SATURDAY, JUNE 3, 1939 BLYTHEVILLE, (ARK.V COURIER NEWS PAGE THREE Charactevgraphs of Moseley Submarines Have H e 1 Fascination For M e Through Centuries BY PAUL ROSS NBA Service Staff Correspondent The well-known dangers of working In a submarine, tragically spot lighted ns they are by disasters such as the recent sinking of the Squatus, do not deter the Navy' officers and men from trying to ge Into the "pig-boat" division, Ther Is always a host of applicants whci the Navy sends around l(s periodl ca) letters asking for volunteers All submarine-men arc traln« k' In a special school maintained b the Navy at Its New Londoi Conn., base. Seamen who rcques submarine duty are put throng a rigorous physical examination. LEARN KY "DOING" After being considered by the Bi reau of Navigation, the future sub marine man is sent to the- Ne London school. There he spen six months studying the "pig-beats He brings to his course the previous knowledge he gained in working on surface ships, where he may have become a gunner, an electrician, an engineer. To this knowledge lie now adds the highly specialized technique of submarines. I( he Is destined to become a "pig-boat" electrician, he studies advanced mathematics. For various duties there are other special .studies. The men arc also trained in the use of the Monisen escape "lung." Those who fail are dropped. In the latter part of the course iithe man takes daily training voyages on board special submarines maintained tor the purpose. First he goes as an observer, later as n working student. When he grad imtes, he is assigned a place 01 hoard some sub. But he doesn't go to work-jus yet. Merely finishing the course i not enough. He must qualify fo his job, which he does by passin New British Plane Is Just One Big Wing , Colleges Report Demand Is Greatest For Technical Men SAN FRANCISCO (UP)— Oppor tunltles for employment of mil vcrslty and college graduates this year arc better than at any time since the depression began, n slir- \ey of 100 leading Institutions made here reveals. In Hie same manner, that the | movies have talent scouts all ovci the country for talent HIE GENT.UAI. IS STERN 11U IS AMUSED looking lars, American tnduslry hns men who are keeping tab on lending universities and colleges at llila n v is I'FNSIVB plnte for June graduates who give ' 'indications of exceptional ability. Major General George Van Horn Moseley, U. B. A., retired, was anything but retiring when he testt- I Of Ihj^ ^ jilversU.e^a,^ col- before the House committee on im-American activities. The unusual camera studies above show ,; MV <,y, O a reported that the ntiiu- ns potential leader of right-whig extremists, In .contrasting moods as hj er of employment calls Is ilefl- the Administration Communists and Jews. nllely grcaler than a year ugfl. 'This Increase was reported as .ranging from 10 to 200 |ier cent. latter part of this week from 1*-1 O nly 14 schools reported that panto, Ark., where she has been tMe employment demand' was the guest of her. sister, Mrs. Ui> n l| 0 wcr (his year limn last, while Perils Jr. and (amlly. tl, c remaining 23 reported about Mrs. Tom Lewis and Mrs. Abner U)c mmc mml | )C1 . of eu \] s - Ashcrall were visitors in Blythe- gr! ,(| nates as last year. Ille Thursday. . Based on the current employ- Mrs. Mtlllken of Trenton, Tcnn., l mem d,,,,,^ y\ a \ Ui e colleges Completely unorthodox Is the design of the SI, Francis, Britain's new Wlllougliby Delta plane, pictured above on Its first public night near London. In addition to the normal wing area, it has side wings connecting with the tail. The St. Francis Is the forerunner of ft 21-ton mode) capable of carrying three ions for (1,000 miles at 240 miles per hour. i he denounced the committee, • SCHOOL NEWS SEN1OH HKill SCHOOL Vera Elizabeth Goodrich led the second semester honor roll of the senior high school with a qualit point average of 15'<<. She was osely followed by Jerry Cohen, etly Dodson, Harry Lee Frisseil, eorge Hublmrd, all of whom had i paint average. The rankings (or the third six eeks term of the second semester onor roll were the same with the xception that Marilyn Jackson rc- ilaced Miss Dodson in the 15,point iracket. Names on the semester lionoi oil and point averages follow: Vera Goodrich, I5Vi; Jerry <JO- icn, 15; Betty Dodson, 15; Hur•y Lee Frisseil, 15; George Hub- jard, IB; Marilyn Jackson, 14VI; Bill Chamblin, 13Vr, Fannora Mul- ius, 12 3-4; Kathleen Ashley, 12'A; Billie Leggetf. 12V. Mary Helen Mocre, 12; Sallie Mathis. both a written and exam. Afterwards, he Carulliersville Society — Personal , tire year. The children having perfect spelling scores (or the year are: Jack Horncr, Mildred Short, June Buchanan, Jim Mlllican, Jimmy Henry, R.J.A. Friend. Dorothy Mi- /cll, John White, Betty Black, Fred Fowler, Ruth Mangrum, Don- ua Wunderllch, Nancy Holland, Frances Shouse, Dora Lee Mlll- honi, Ben Abbott, Chester Caldwell, Bessie Blship, Belle Lou Phillips. Irma nice, Paul Buchanan, Jclf Dodson, Billy Joe Genii. Jimmy Stafford, Junnita Brown, Pauline McDermott, Lnvcrn Golf, DonaliY MerriP,', Kenneth Byrd, Mildred Klllahrow, Juanita McMullin, Harry Ray Brooks, Bonnie Mac Gnrrett, Mary Frances Nunn, Lulu Mac Phillips, Sara Grace Joyner, Marguerite Graham, Edna Mac Traclier (liven Shower Mrs. Hoy Alnswortli was hostess ' to n group ot friends Monday evening 'when she honored Miss Minnie „ ml tv' " w f, M>O Top Hat. nature' 0 , , v . i , w is the guest of her daughter, Mi.b. c . s(im » u , (i tllnt 8 o per cent or more L 1 "' ^rclnef shower Tor Miss Mc- Mary D. Fitzgerald, Mildred SI. Louis where he is a patient l n l n m,onsli S0 me outstanding seniors the Missouri Baptist hospital. He I CO)||U on gctuug ns high as is to undergo treatment. $115. Miss Jarelinc Davis, oldest T|R , Entertains Sunday School Class masl Ml \ m this Mrs. Gage Knight, teacher of the Columbia, Mo, Their son, who hns jcon a student them' Ior the past ycur, will return home with them the latter part of the week.; Miss Mivrjorlu Randolph, who attended William Woods college at Fulton, Mo., the past year returned home early Ibis week. She accompanied her parents, Mr. and Mrs. D. I". liiintlol|>h home. They had driven up a few days curlier to attend her graduation exercises. Miss Hetty Crysler who attended tcphnns College the past year ar- ved homo, curly tills week and 111 spend llti! summer vacation llli her parents, Mr. and Mrs. Vm. Grysler. ' Miss nachel Blokcr spent Me- lorlal i)ny here with her parents, •Ir. and Mrs. C. F. Blokcr mid ther relatives. She is employed at Charleston, Mo, Sharon J. Palo spent Wednesday n Chalice, Mo., where he attendee , R , . daughter o( Mr. and Mrs. J. Q. cnl . Ior outstanding seniors, It Hnlnbow Girls class of lie Inter Davis, was taken to the Walls hos- * ,„„„,, me i cc | m icnl • wicl in- mediate department of the Banlls pllal in Blythevllle Thursday where she underwent an emergency operation. Her mother Is with her. Dirleyn Chandler is at Reeves, Mo., for a two weeks visit In the home of Mr. and Mrs. C. D. Trn- Killabrew, John E. Matthews. Hcl- -vis. en Wheat Becky McCnll, Jackie A. n. Bcckham Is making a MsGhee. Irene Fitzgerald. Shirley business trip ^ to various points ol Barham, Mnxine Evans. a "doing is put o a sub for further practical train ing. OFFICERS GET SAME TRAINING The submarine officer gees through the same training as the crew, members, except that in his case there are advanced studies. Once a .man goes on a submarine he usually.tries to stay there. Forgone, thing- the work is highly interesting. For another the pay is good. Submarine seamen get 25 per cent .bonus on their base pay. Finally, there are certain privileges which any seaman likes —the fcod is good, and, although discipline is perhaps even more Weathers, 11 1-4; Eugene Hood, 11; Elva Michael, 11; Milton Patterson, 10; Sylvia Keidman. 10; Mary Adah Robinson, 10; Joyce Somers, 9 3-4; Odle Rice, fl'A; Harold Kos- enthal, 9 1-4; Bill Morse, 9; Bill Murdaugh, 9; Joe McClurt, Elizabeth Ann Crook, 8Vi; Russeil Farr, 8; Billie Jontz. £ims, 8; Clint Wheat, .8; Odessa ' rigid than aboard battleship Those with perfect spelling scores for the last semester only are: Miller Williams, Dorothy Wright, Jimmy demons, Dickie Williams, Joe Earl Wimberly, Lillle McDermott. Charles Crlggcr, Mary Lou Joyiier, Stanley Hood, Bonnie Lynn Ball, Carl Seaslrand, Don Chamblin, Jere Reid, Joe Wallace Moore, Harry Carter Farr. Sarah Katherine Tennessee today. Mr. and Mrs. Arthur Taylor have returned from u business trip to Houston, Tex. Mrs. J. L. Burton was taken l( the Walls hospital the latter part of the week (or treatment. She has been sick for several months Mrs. C. C. Wilson Was returned to her home in this city Wcdnes Idny from the Walls hospital where iVHf* luiiiiiii in t: iwiiniviii dim ••- i • iii*, istrial concerns Aviation, cspe- Sunday school entertained eight o ally, Is the oulslandlng seeker her pupils Tuesday everting whci or lhc right kind of men. Other they attended lie pcluie show cniancli; arc (or accountants, salts Following the picture the girls wet rcmollon experts, yovcrnmcnlftl Invllcd lo a drug store for refresh ork, and (or personnel In manu-1 incnls, before going lo Ihelr homes ncturltig, wholesale and retail oiises. Miss Luclle Chcalham of Steclt Dartmouth College even report- j| 0-> ],n s accepted u position at th d that If business should mako[ S (y| e Beauty Slioppe In this ell fairly definite upturn, there will gh c began her work Monday o( Hi McGhec' 7 3-4- Juanita While Sarah Katherine Hodge, Billy she was taken alter being Injurei ^- 'Pie Marie KQonce, 7W Dean Oswell, Betty m, Foster, when drug down by a cow;. She 3-4; Phe Marie Marjorie Mays, 1 Joiner,' 7; Mary Nell P; Louise Rice, 7; Bill Stovall, 7; La- Nelle Smart, K l k\ Molly Guard, G; -4- Charles Ma'xine Downs. John 'Bruce' WI1- j recovering ,as , fasV as Patterson, 7; son, Ruth Anderson, j'immie Arm- pectcd. ^^^ H,, !».-•!* strong, Jim Smart,' Billy Crowder, Alma Dean Mafchbanks, Orville , , Mildred Muir, 0; Dick White. I Elkins, Raymond Kinncll, ' , Honorable mention for this 'roll went to the following students: Albert. Saliba, Marian Cuidwell, Eugenia Crawford, E. L. Croud), Augustus Crowe, Bob Douglas, relations between officers and men I willard Evans, Steven Johivs, Mar- are more informal and there is less ceremoniousness. It is a kind of fraternity that's hard to get into and harder to stay in. The others on board a sub have to trust a man absolutely. If they have any doubts' about him, back he gees to surface duty. FIRST SUBS VERY CK11DE Modern military requirements have made of the submarine a complicated machine needing nianj intricately-trained men. But when the first "submarines" began to appear early in the 17U) century, they were neither intricate nor very much more than big Douglas. Dorothy Crawford, Margaret Mitchell. Ilia Nell Kyle, Sara Lunsford, Mnxine MoMore, Amy Ruth Morris, Mildred Muir, Henry Muery, LeRoy Ross. Students named to the honor roll for the third six weeks term of the semester and their point averages follow: Vera Goodrich, 15U-; Jerry Cohen, 15; Harry Lee Frisseil, IS; George Hubbard, 15; Marilyn Jackson, 15; Kathleen Ashley, H'.i; Betty Dodson, H'i; Bill Chamblin, 14; Mary Helen Moore, 13'; Sylvia Reidman, 13; Mary D. Fitzgerald 12' Billie Lcggett, 12; Fannora Mullins, 12; Elva Michael 11'; Mary Adah Robinson, barrels. One-man crews operated I Kathleen Baker, 11; Billie Joim them until such lime as the subs sank, which pretty quickly. they usually did The first to resemble a submarine in the modern sense was one built by David Bushncll Robert Fulton, daddy 1775. the steamboat, also built a submarine in which he tried to Interest Napoleon. ; | Lil'll BASIC IDEA EVOLVED America was engaged in the Civil War when a New York Irishman named John Holland evolved the basic principles of the submarine as we know it today. Using what amounted to one hull inside another, Holland developed a system for taking in. and expelling water to submerge or rise. He later determined the proper places for torpedoes, gasoline tanks, battery tanks, gasoline engines, electric motors. Since Holland's boats, submarines , have been capable of made larger, swifter, more striking power, but their basic idea is the same. It remained for the World War and Germany to demonstrate the terrible power of the submarine. 11; Joe McClurc, 11; Milton Patterson II; Mildred, Weathers, 11; Bill Morse, 10!4; Sallie Mathis 1C 1 "' Joyce Somers, 9 3-4; Eugeiu. Hood, 9','-; Odie Rice, O'.-i; Harold Rosenthal, 9'=; Mary Jean AflhcK 9- Elizabeth Ann Crook, 9; Bob Douglas. 9; Bill Murdaugh, 9; la nolle Smart. 9; Clint Wheat. 9 Russell Farr, 81i; Augustus Crowe 8- Louise Rice, 8; Bill Stovall, 8 Juanita White, 8; Marjorie Mays 7 3-4; Phe Marie Koonce, 714' Juanita Shelton, T,i; Hunter Sinv 7",; E. L. Crouch, 7; Dick White 7; 'Odessa McGhce, G 3-4; Dori iviuir. G',4; James Tann, OVi; Ma rian calrtivell, 6; Eugenia Craw ford, C; Mary 'Frances Fields, 6; Molly Guard. 6; Mnxine Moore, C; Mary Nell Patterson, G. ; . Honorable menton in : this divi- sionMveiit to theh following studenls: Elaine Anderson, Jack Chamblin, Dorothy Corlew, Wll- Inrd Evans, Horsetta French, Irene Johnson. Charles Joiner, Martha Nell Kyle, Sara Lunsford, LaFctra Maye, Mildred Muir, Sara McCutchen, Henry Muery, Marjorie Rimer. LeRoy Ross, Eutopia Wlnt- Sleele-Cooter Society—Personal Demonstration Club News Notes Ue a latent demand greater than he colleges and universities can upply. Boston University's College of Misses Cynthia ami Dollye liol ison will leave Friday for Put-h Mich., where they will spend home of her patents, Mr, and Mrs. B. D. Workman. . Mrs." Virginia Gresham Is 111 at the Baptist hospital She was Ink- * en there Friday night, Miss Ruby Johnson led Sunday for St. Ixiuls whcie she will spend he summer with her sister, Mrs. Grodake. Olio Orlflln, of Reiser, spent , Sunday with his mother at Manila. Charles and Hoy Bilnkley returned to Kelsei Satmday alter visiting relatives in,Campbell, Mo. Dr. and Mis Chnrles Wicknid, of Little Rock, were thb weekend guests of Mi. and Mrs. R. H. Robinson and family. Miss Helen Moore plans to leave Thursday for a three weeks' vacation with Mr. and Mis. T. H. Goddard of Winkle, 111, 'Mr, mid Mrs. Rny Stanley anil Mr. Flshci of Kankakce, 111, aio , ., business administration reported I lwo wcc ks as guests of their cousin, lie present employment demand jn r8i o 0] | Bowmnn and Mr. Bow- o be from 10 to 16 per cent great- m[m 0 ( Honolulu, Hawaii, who have taken n collage there lor the auni- Miss Cynthia Is on vacation mcr. er lhan last year. Brown University rcpoi led lhc employment demand to be 2S per [rom duties at 'the law ceiil higher this year, lhan ;lasi. W! i r(] nnt \ R ceves and Miss Dollye with some' -students h'avlng I'cvcii ,,. ' - '• • • o legal matters, Mrs. II. V. Lllzclfclucr and Miss Marjorie AshcraR arc driving to St. Louis the last of'the week and will spend the weekend there wllh Miss Virginia Nell Lllv.elfclner, and sec' her in her Initial performance at the Municipal Opera wlicn she appeal-si with lhc singing chorus In "nose Marie." Miss Ut/elfeluer was chosen one of twelve to sing at a bnnmict given Ior the Mirny Opera east Wednesday evening when Hie guarantors fcled lliem at one of the hotels In St. Louis. Mrs. Nathan Dann and children of Newcastle, .Ind., will spend two weeks here with her parents, Mr. and Mrs. John Adams. : Mrs. Jack Johnson left Monday morning for Cape Cllrlrdeau, Mo. where she entered Stale, Teachers college Ior lhc summer term. Jimmy Kent, son of Mr. and Mrs R. B. Kent, Is expected j'homi two offers to choose from. : time off from her work at Peek Auditing Company. iostess to Bunco Clubs, Mrs. Sidney Miller, Jr., and Mrs. Clarice Gilliland were hostesses to heir Lucky Nine and Jolly Eight bunco clubs also Mrs. H. L. Casey and Mrs. Lewis Lester and Mrs. Tom Hopper. High score prizes went lo Mrs. rlyrin White, and Mrs. Tom Pcr- •y; bunco to Mrs. Hopper, traveling bunco to Mrs. Hugh Michle, lr., and Mrs. Bill Russell, low score to Mrs. Guss Cooper and Mrs. Russell. The hostesses served chicken salad sandwiches, lemon pie and tea. * * • Honors Mrs. Kiiciles. Mrs. Johnnie Rhodes was gues of honor at a miscellaneous show er when Mrs. Lcyon taincd her Tuesday Earls enetr Bridge clu! Her "U-boat" campaign destroyed thousands of tons of surface shipping and almost starved England out of the war. Germany's successes assured the submarine a place in the sea armament of all major powers. • 1 _i . worth. "Wifely Privilege" Wins Pocket Searching Upheld WORCESTER, Mass. (UP)—Mrs. Evelyn Richardson of Fitchburg |)was granted $10 weekly support for herself and two daughters after testifying In probate court that her husband, Forrest, struck her because she "exercised the wifely privilege" of searching his trouser pockets. After striking her, she said, he warned her not to rifle his pockets again. She said she got only $2 from the pockets, and used that to buy rood, , ,_._[ CENTRAL SCIIOOOI All of the grades of Centra School had parties or picnics during the last few days of the term The sixth grade went to Walkc Park on Tuesday with the sisll grades (rom Ihe other two schools The fifth grade had a picnic a the park on Monday, the font-till on Thursday and the third grade en Wednesday. The first and .second grades had parties in their rooms. Lemonade and cookies were served. On Wednesday Central school had Its last general assembly program with each grade giving a skit or a few numbers. After this, the principal, Mr. Garretl, called all the children having perfect attendance for the semester to the stage and they were cheered by the group. Then he gave attendance awards to the students who had perfect attendance for the en- nnd two guests, Mrs. Cletotis Builc> and Mrs. Ben W. Burns, this week Bridge was played at two table and In the late afternoon relresh ments of strawberry . shortcake, topped with whipped cream, and lea were served. Mr. and Mrs. W. O. Alexander of Maiden were in Stcele Thursday for n brief visit with friends. They were enroutc to Atlanta, Ga., o attend graduation exercises of Georgia School of Technology, rheir son, Fred Alexander, who was salutatorlan of the graduating class of Stcele high school in 1933 Is a member of the graduating class. Chester Gcslring of Memphis has arrived to spend a two weeks vacation with his parents, Mr. am' Mrs. H. F. Gestring. He and Frank Rushing arc now on a hunting am camping trip at Eleven Point. He is employed at VVm. R. Moore's It Memphis. Mrs. James Reid, Mrs. Alii .Copcland, Mrs, B. H. Sheeley, Mrs Fred Mathies and Earl Copclan relumed home Friday from Film Mich., where they attended th funeral of their daughter and sis ler, Mrs. Rice Arnold. Hernia Hopper accompanied them. Mrs. S. J. Wren and brothc Robert Cooksey have gone to S Louts to visit their brother. Over ton Cooksey. J. L. Wallace of Clarksdal Miss., is spending this week hei with his sister, Mrs. Lonle Terr He came for the funeral of the brother, John F. Wallace Thur day. Mrs. Pally Hazel and lltl riaugliler, Falvy Ann, returned tl Jress Hcvue Is subject of Program The dresses for the dress revue vhicli the Yarbro Home Deinon- .tration club will hold at their ,cst meeting were discussed by Mrs. ..jBvernc Porter, sewing chairman, vho was In charge of the program uesented at the meeting of the :lub Tuesday afternoon at Mrs. Sarnesl French's home. Mrs. Porter discussed the kinds of materials to be used and described the making of dresses to :he 18 members Insluding, one new member, and three visitors who attended the meeting. The meeting was called to order by the singiii'g of "Arkansas Traveler." After 'the reading of the minutes by - the secretary, Mrs. Claude Goddard gave the devotional and Mrs. C. E. Parker read a poem. During the business session, a report on the play tournament was given and Mrs. Parker presented 52.00 to the club, this being first prize (or best 1938 scrapbook. It was voted to give a prize to the chairman who presented the best mcntlily report. Mrs. C. J. Little was the winner (or the month of ay. The group also voted to use TSS lop jars for the fair booth. Mrs. Spencer Bunch demonstrated to make strawberry preserves Drake and Indiana Universities Mrs w v Robinson, Mrs. Leslie were two that ranked the increas- [][in .| s nm] Mra Mnrvln McClcndon cd demand (or placements at the \ laak n Brmm of youngsters to Bly- highcsl increase. 100 per cent each. (hcv || ]( , TueK( ] n y afternoon for a The University of Cincinnati's col- CT . )ram | ng |)al . ty , im i s tcnk fry fol- leye of engineering ami commerce' - •• followed with a report of n 75 per cent Increase In demands for graduates, The University o( Pittsburgh Indicated an Increased demand o( G5 per cent. TOr men of experience, the University of Minnesota reported a demand twice as great as that of last year. Osceola Society -— Personal Thursday. Mr.' and Mrs. Kent dfpyi to Columbia, Mo., for him when he has been attending the Unlvcr Blty for Iho past year. Kciser News visiting Mr. and Mrs, VV. W. Watson Sr., of Blythevllle and friends and relatives here Ibis week. Miss Alene McCullnrs and Miss Dorothy Biyanl vlsllcd In Monettc inday. Tack Nail stopped In Kelscr Fri- ay night for a bilcf visit with s sislci, Miss Fiances Nail He as en route to Foncsl City foi a- islt with Ills parcnUi. Nancy Nell Shell, of Kelscr, left iiiulay foi n visit wllh hci father, . S. Shell, of Blticklon. Slie'.-.wlll 0 away all siunmer. Mrs. B. R. Moo'rc spent Monday 1 Memphis. Miss Jean Shell and 0. J. John- oil, of Memphis, were the guests f Mr. and Mrs. B R. Mooro and amlly, Sunday. Mr. and Mis W. E. Plgg 'and Inmlly visited In'Cabot,-'Ark.,'"with 1 Mrs. Plgg's molhci, Mrs. Moore, over the weekend. • Miss Lorene Slnglcy of lledlands, Calif,, spent the past two 'weeks wlin hci sister, Mrs Troy Kay, and family. She left Monday, Mrs. Mnmle McCullars and Miss Dorothy Biyanl spent Monday in Memphis. G B Scgraves and daughter, Mary Virginia, drove to Oregon, III , Wednesday for n business trip and short visit with ex-governor Frank O. his Slnnlsslppi . Farm north of Chicago. Mr. and Mrs. Ben Butler and Mrs. French took the group irough her newly decorated tchen. Mrs. Parker received the prize in ic contest conducted during the oclal hour. Mrs. French, assisted ,- Mrs. Edward B. Ekin, served .ndwichcs and cookies with iced The next meeting will be held unc 6 In the home of Mrs. Albert Hollingsworth. All members are rgcd to attend and bring their ress lor the revue. Earl Qulnn were In Helena Wednesday on business. Mrs. Dwlght Blackwood was called to Blythevllle last night on account of the serious Illness of Clarence Wilson. Paul Blackwood accompanied her. Mrs. W. W. Prewitt and son, Dick Prewitt, returned yesterday from the Baptist hospital In Mcm- ils where he had undergone a onsllectomy ou Monday. Mr. and Mrs. George Basil Sc- ravcs of Little Rock spent Irom unday until Wednesday here wllh lls parents, Mr. and Mrs. G. B. egravcs. Mrs. Lou Miller and children, nita and Harvey o( Flat River, Mo. re here for a month's visit with her parents, Mr. and Mrs. Adolph Vcinberg. Mrs. W. D. Kelly and daughter loscmary, arc spending lhc week n Little Rock with n sister, Mrs. Strickland. Mrs. Agatha Wilks of Caruthers- vlfie, Mo.,..visited Mrs. J. H. Hook .osl Cane Club Meets Seventeen members of the Los Cane Home Demonstration club met at the club house Thursday lUcrncon, May 25, (or a business .ession. Mrs. C. E. Evans presided ove the meeting at which lime Mrs Lewis Baugher, secretary, gave financial re|»rt on the returns o the play and the sale of maps. In response to the roll call, cac member gave the recipe for a. new dish she had served her famll recently. Mrs A C. Owen and Mrs. Bob Vcach' brought literature en baby's' food and clothing for members to] read. Mrs. Raydo Veach led the | grcup In singing a song, and Mrs. Otto Brau>erry gave the devo- Uonal. , At the conclusion of the bust- lowing. Some of those attending McClcndon and Doris Atlams and the McClcndon boys and Gene Mc- Elyca. Mrs, Amlcl Price ami daughter, Martha Agnes, of Nrwbern, Tcmi.. arrived this week and are guests of friends In this city. Mrs. Price Is also, attending to business matters while here. Mrs. Minnie Mcdlll left Tuesday morning far Cape Glmrdcau where she will spend the summer attending school there, The Rev. Loyd Means anil Mrs, Means are announcing Ihe arrival of a son. He 'has been given his father's name, Ixiyd Nathaniel. Mr. and Mrs. G. II. Morgan returned Monday from SI. H^>u|i where they had spent a week on vacation. Miss Lola Shoplaw who has been absent from her duties at the Arkansas-Missouri Power Corp. lol- lowlng an operation, Is able to lx! at work,again. Mrs. L. D. Cliauvln and children left Wednesday morning for Cane, Olrardcau, Mo., where Uiey joined Mr. Cbauvin and will make their home In the future. Mr. and Mrs, R. H. French of Jackson, Tcnti., arc spending the week here visiting with their daughter, Miss Dorothy, and attending to business matters. Mrs. Jim Jcflress who has been quite 111 for several days as a result of an infection from a spider bite; Is somewhat Improved at this time. Mr. and Mrs. Brown spent th weekend In Lcaohvllle wllh Mi Brown's parents, ' Mr. and Mrs. Champ Meadow and daughter, Mary Lin, of Luxara were the guests of Mr. anil Mrs J. A. Montgomery during the pas' week. Mr. and Mrs. Bob Greene an family visited Mrs. Green's moth er, Mrs. J. E. King, of Campbel Mo., Sunday. Sunday guests of Mr.'and Mr B. n, Kamp were: Mrs. J. P. Raines, ol Sciiallr, Mr. and Mrs. J. L. Raines, Mr. and Mrs. J. W. Rogers and daughter, Virginia, of Memphis; Miss Maxluc Raines, of West Memphis. Mrs. J. L. Kami), ° r Sciiuth. who was also their guest Sunday, remained over Monday wllh them. • Mr. and Mrs. Maurice Little vis- lied relatives In Augusta Sunday. Miss Ada Mac Burton spent Sunday In Hickory Plains. Miss Nell Ferguson visited her sister, Mrs. M. G. Larscn, and family, of Marlon, over the week end. Mr. and Mrs. J. E. Chillis, of •Pnragoulcl, were guests Sunday of Mr. and Mrs. Bob Crews Jr. Miss Alvah Workman is 111 at the Scout News Boys — ^-. Girls Council Will Have l,:isl meeting of Year All members of the local Girl Scout Council arc askeil to attend ic final meeting of the group Hll fall which will be-held-Monay night, Mrs, W. C. Hlgglnson, ommlssioner, said today. The meeting will be at, seven cl:ck In the municipal court room I the city hall. , ., and Mrs. Harry Miller Tuesday. Mrs. Wilks formerly lived here, Memphis visitors Tuesday were Mrs. Tommie Florida, Mrs. Ed Quinn, Mrs. Andrew Florida, George Florida, Mrs. W. C. Mason, Emily Mason, and Henry Patter- ness session, refreshments were served by the hostesses, Mrs. Otto Bradbcrry and Miss Olive Bradberry. The favors were nosegays of blue cornflowers tied with pink ribbon. Mule For Sale MRS. DIETRICH , Phone 372 or 700 R, L. Morris left Monday morning for Cape Glrardeau. Mo., where he will attend school this summer. Misses Paschal Kirkpatrlck and Missouri Garner left Monday morning for Cape Girardeau. Mo., where they will enler Slate Teachers college for Ihe summer term. Mrs. Alice Lulcn Long Is In Cape Girardeau, Mo., where she will be a student in Slate Teachers ; collcgc luring the summer term. Mr. and Mrs. Robert Craig Johnon and baby of Cincinnati, Ohio, arc guests cf his parents, Mr. and Mrs. W. H. Johnson at their home on South Ward avenue. Major W. E. G. Graham and Mrs. Graham left Thursday morning for mmm NU-WA Laundry-Cleaners Phone 180 For Prompt Laundry and Cleaning Service WE AUK IN OUR New Location 121 W. Main SI. Across From Sterling's MOST AIOHKIIN SHOl' IN NORTHEAST AHK. Invisible'HaH-Soling Dyes Polishes QUALITY SHOE SHOP II. 1). Campbell EO. Cobb PHONE 120 Dr. F. J. Weiti Registered Veterinarian 719 W. Ash Phone 992 FOR SALE 2 Hew Dixie Cotton Choppers $80 Each Delta Implements, Inc. 312 South 2nd Phone 802 Dollars Saved Are Dollars Made Anti-Knock Gas 7,'H- Octane, Gal. Genuine Ethyl 80 Octane, Gat. 13.Sc 14.3c (All Taxes Paid) SPECIAL LOW PRICE—100ft PURR PBNN- SYI.VANIA MOTOR OIL—TAX PAID — 2 GAL. CAN..... , OTc Highest Quality Products at SflVEON GAS CO. 4 Miles From Slate Line Holland,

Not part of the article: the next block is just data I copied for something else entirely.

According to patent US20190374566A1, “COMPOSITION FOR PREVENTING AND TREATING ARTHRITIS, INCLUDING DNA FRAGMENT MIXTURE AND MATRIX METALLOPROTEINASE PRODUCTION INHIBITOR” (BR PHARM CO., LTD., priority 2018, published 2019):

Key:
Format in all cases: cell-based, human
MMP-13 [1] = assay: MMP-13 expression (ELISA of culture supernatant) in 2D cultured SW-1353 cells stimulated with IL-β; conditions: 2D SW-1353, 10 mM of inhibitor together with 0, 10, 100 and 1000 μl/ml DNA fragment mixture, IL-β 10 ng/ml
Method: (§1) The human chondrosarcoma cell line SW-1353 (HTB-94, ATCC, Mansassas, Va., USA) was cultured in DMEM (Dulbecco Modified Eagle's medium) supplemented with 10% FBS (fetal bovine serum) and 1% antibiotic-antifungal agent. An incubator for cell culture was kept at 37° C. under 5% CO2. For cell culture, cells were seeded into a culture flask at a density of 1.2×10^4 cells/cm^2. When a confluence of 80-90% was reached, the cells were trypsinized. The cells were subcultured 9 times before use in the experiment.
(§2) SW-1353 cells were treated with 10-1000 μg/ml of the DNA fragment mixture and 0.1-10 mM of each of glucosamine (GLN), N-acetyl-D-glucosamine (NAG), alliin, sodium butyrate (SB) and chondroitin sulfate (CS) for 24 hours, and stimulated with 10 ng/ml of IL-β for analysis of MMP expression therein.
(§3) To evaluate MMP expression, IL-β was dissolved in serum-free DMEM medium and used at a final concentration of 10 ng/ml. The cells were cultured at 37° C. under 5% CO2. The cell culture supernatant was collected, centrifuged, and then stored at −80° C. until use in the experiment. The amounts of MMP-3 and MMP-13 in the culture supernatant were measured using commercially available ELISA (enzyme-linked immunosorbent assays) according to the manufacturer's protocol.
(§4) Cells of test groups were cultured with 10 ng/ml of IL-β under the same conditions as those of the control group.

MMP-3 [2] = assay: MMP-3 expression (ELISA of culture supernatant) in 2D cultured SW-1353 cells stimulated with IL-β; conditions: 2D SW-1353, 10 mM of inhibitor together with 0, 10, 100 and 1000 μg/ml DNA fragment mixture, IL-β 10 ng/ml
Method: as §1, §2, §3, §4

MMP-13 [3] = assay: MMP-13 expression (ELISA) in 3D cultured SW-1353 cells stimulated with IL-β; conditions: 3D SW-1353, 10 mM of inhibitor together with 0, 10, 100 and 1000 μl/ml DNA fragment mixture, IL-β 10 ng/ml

What members have found on this page

Get access to

  • The largest online newspaper archive
  • 8,900+ newspapers from the 1700s–2000s
  • Millions of additional pages added every month

Try it free